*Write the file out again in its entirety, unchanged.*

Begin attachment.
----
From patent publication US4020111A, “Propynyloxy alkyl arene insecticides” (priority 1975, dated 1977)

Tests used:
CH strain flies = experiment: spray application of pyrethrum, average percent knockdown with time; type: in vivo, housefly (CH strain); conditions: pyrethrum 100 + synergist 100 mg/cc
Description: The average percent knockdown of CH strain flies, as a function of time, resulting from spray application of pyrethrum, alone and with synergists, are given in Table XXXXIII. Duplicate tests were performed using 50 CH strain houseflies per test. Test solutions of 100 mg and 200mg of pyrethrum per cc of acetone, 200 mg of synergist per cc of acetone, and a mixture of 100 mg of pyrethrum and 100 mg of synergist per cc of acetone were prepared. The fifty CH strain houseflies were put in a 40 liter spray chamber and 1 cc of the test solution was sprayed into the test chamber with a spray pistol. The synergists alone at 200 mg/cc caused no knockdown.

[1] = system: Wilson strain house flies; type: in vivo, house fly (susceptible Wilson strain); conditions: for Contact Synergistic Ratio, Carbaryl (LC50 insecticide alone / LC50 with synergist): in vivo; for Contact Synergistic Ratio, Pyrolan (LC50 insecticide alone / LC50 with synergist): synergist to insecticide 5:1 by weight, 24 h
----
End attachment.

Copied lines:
From patent publication US4020111A, “Propynyloxy alkyl arene insecticides” (priority 1975, dated 1977)

Tests used:
CH strain flies = experiment: spray application of pyrethrum, average percent knockdown with time; type: in vivo, housefly (CH strain); conditions: pyrethrum 100 + synergist 100 mg/cc
Description: The average percent knockdown of CH strain flies, as a function of time, resulting from spray application of pyrethrum, alone and with synergists, are given in Table XXXXIII. Duplicate tests were performed using 50 CH strain houseflies per test. Test solutions of 100 mg and 200mg of pyrethrum per cc of acetone, 200 mg of synergist per cc of acetone, and a mixture of 100 mg of pyrethrum and 100 mg of synergist per cc of acetone were prepared. The fifty CH strain houseflies were put in a 40 liter spray chamber and 1 cc of the test solution was sprayed into the test chamber with a spray pistol. The synergists alone at 200 mg/cc caused no knockdown.

[1] = system: Wilson strain house flies; type: in vivo, house fly (susceptible Wilson strain); conditions: for Contact Synergistic Ratio, Carbaryl (LC50 insecticide alone / LC50 with synergist): in vivo; for Contact Synergistic Ratio, Pyrolan (LC50 insecticide alone / LC50 with synergist): synergist to insecticide 5:1 by weight, 24 h